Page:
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Warren Baverstock

Adaptation Fund ‘Restoring Marine Ecosystem Services by Rehabilitating Coral Reefs to Meet a Changing Climate Future’

Warren Baverstock

The ‘Restoring Marine Ecosystem Services by Rehabilitating Coral Reefs to Meet a Changing Climate Future’ regional project in Mauritius and Seychelles was launched at the Hennessy Park Hotel, Mauritius by Hon. Flavien Joubert, Minister of Agriculture, Climate Change and Environment of the Republic of Seychelles. Hon. Joubert, in his address, expressed the hope that the project would contribute towards the alleviation of climate change impacts and extend best coral restoration practices to communities and NGOs.

This UNDP-implemented coral restoration project will provide for the establishment of land and ocean-based coral nurseries, with a view to restoring 3.2 hectares and 2.5 hectares of degraded sites in the Republics of Mauritius and Seychelles respectively. The overall objective of this US$ 10 million six-year project financed by the Adaptation Fund is to reduce the impact of climate change on coral reef-dependent economic sectors in Mauritius and Seychelles by implementing coral reef restoration with thermal tolerant corals.  The massive coral bleaching events and other adverse anthropogenic activities which have severely affected coral reefs in Mauritius were noted by Mr Daby, Senior Chief Executive of the Ministry of Blue Economy, Marine Resources, Fisheries and Shipping of the Republic of Mauritius, who delivered the message of the Minister.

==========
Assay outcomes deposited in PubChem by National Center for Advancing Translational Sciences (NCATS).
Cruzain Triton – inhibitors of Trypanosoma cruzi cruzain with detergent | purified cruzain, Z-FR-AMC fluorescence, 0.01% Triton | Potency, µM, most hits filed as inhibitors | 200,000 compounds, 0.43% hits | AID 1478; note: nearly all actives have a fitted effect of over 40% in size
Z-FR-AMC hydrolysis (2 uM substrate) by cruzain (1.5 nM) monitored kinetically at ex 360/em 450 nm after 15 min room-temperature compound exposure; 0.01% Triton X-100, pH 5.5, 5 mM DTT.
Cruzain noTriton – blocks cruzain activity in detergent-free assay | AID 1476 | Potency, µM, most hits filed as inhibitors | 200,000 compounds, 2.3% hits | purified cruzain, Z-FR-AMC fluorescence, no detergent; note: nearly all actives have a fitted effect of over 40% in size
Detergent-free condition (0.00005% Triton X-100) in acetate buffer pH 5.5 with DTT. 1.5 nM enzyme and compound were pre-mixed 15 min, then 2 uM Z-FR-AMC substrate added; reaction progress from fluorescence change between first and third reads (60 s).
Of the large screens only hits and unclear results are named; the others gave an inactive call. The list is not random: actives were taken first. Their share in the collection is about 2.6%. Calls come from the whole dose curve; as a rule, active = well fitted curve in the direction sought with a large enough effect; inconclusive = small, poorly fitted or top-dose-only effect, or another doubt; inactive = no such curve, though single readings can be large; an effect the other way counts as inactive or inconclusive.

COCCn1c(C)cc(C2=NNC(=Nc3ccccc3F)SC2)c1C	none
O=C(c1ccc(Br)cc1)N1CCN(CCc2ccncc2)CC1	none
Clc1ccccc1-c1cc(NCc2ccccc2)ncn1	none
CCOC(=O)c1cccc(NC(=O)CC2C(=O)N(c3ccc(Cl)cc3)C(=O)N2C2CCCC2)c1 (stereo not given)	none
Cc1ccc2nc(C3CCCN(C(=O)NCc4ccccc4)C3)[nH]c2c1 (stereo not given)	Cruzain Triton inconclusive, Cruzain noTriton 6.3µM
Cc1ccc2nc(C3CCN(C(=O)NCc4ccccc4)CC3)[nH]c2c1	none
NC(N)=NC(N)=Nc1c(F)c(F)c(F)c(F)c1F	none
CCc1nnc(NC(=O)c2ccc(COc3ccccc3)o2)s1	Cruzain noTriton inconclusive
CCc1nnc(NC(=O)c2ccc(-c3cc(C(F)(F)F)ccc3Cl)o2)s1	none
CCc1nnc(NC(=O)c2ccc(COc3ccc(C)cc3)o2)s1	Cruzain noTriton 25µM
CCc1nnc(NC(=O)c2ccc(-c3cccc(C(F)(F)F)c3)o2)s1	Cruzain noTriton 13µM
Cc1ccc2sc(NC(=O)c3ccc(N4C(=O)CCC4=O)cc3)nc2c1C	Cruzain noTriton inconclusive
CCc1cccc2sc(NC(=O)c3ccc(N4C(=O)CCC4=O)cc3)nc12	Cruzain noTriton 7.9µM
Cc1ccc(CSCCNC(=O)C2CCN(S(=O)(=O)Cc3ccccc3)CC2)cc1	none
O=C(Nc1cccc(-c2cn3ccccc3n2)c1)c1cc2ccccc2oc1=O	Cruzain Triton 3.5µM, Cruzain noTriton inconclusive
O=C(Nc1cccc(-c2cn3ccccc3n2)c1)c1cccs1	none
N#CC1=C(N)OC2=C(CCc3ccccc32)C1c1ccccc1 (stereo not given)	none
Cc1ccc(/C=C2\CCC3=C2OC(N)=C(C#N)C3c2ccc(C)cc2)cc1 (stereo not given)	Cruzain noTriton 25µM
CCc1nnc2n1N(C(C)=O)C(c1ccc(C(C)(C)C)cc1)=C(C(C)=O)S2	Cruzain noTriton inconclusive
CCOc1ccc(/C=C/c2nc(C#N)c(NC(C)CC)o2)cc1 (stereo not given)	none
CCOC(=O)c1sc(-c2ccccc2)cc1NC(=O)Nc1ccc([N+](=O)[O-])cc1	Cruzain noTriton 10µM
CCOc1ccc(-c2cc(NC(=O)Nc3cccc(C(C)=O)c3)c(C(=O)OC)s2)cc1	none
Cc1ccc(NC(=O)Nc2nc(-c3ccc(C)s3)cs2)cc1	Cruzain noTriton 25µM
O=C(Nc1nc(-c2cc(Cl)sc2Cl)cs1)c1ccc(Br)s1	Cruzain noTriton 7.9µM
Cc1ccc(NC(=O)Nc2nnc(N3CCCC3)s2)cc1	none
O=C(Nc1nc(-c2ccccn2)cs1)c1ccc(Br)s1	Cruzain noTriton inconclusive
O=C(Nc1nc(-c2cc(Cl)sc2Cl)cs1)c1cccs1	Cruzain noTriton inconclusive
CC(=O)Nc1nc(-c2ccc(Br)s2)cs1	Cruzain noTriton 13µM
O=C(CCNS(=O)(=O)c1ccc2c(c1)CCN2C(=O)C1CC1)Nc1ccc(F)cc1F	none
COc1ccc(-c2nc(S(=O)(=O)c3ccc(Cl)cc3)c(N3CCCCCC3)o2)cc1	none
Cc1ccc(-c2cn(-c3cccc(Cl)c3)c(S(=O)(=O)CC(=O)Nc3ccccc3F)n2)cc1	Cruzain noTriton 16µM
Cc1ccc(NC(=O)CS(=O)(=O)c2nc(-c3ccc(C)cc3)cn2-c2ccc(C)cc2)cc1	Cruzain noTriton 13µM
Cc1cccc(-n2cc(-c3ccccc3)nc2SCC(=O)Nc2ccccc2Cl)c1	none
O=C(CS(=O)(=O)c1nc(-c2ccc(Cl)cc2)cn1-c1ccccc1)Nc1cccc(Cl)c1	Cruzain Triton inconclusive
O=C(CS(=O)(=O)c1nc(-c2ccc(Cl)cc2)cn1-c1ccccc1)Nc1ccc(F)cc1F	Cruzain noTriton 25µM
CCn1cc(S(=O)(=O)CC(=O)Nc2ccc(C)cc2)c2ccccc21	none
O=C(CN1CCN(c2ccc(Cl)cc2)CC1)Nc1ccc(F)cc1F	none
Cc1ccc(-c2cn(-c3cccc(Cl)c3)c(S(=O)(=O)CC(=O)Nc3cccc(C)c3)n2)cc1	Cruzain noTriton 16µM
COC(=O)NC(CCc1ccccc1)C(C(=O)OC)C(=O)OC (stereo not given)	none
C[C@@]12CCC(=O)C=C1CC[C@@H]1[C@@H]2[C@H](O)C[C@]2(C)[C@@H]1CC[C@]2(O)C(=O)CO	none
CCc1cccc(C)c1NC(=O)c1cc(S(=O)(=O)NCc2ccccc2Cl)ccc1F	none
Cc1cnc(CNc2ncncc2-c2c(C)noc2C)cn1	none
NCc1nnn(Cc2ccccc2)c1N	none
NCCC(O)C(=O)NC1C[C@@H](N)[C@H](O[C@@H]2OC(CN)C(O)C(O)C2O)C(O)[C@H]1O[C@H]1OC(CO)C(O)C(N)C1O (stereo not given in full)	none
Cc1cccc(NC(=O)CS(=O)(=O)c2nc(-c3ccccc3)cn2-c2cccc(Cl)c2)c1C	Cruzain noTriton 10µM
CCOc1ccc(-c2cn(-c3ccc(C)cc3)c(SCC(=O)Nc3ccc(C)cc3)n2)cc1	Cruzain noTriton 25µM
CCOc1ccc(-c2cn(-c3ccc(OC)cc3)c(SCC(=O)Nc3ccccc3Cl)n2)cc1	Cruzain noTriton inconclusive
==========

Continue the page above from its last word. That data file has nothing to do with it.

The key project partners in Mauritius are the Ministry of Blue Economy, Marine Resources, Fisheries and Shipping, the Mauritius Oceanography Institute, the Albion Fisheries Research Centre and NGOs.  In Seychelles, the Ministry of Agriculture, Climate Change and Environment, the Seychelles National Park Authority, Nature Seychelles and the Marine Conservation Society of Seychelles are the primary stakeholders.

Ms Amanda K. Serumaga, Resident Representative of the United Nations Development Programme for the two countries, underlined the regional and capacity-building aspects of the project:

“Coral restoration activities are happening globally and it is important to share lessons learnt and knowledge acquired. To this effect, the project provides for the setting up of a Regional Scientific Advisory Committee (RSAC) and as such provide a platform for knowledge management and sharing, training and sensitisation to build regional capacity for sustainable reef restoration.”

She also emphasised the importance of implementing activities on the ground at the earliest to help affected communities in the wake of the COVID-19 crisis and the Wakashio oil spill in Mauritius.

In addition to the restoration and knowledge management objectives, the regional project also aims to achieve a target of 860 persons with improved livelihoods from coral restoration activities and/or due to the improved coastal and marine ecosystems supported by the restored corals.

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Source UNDP Press Release

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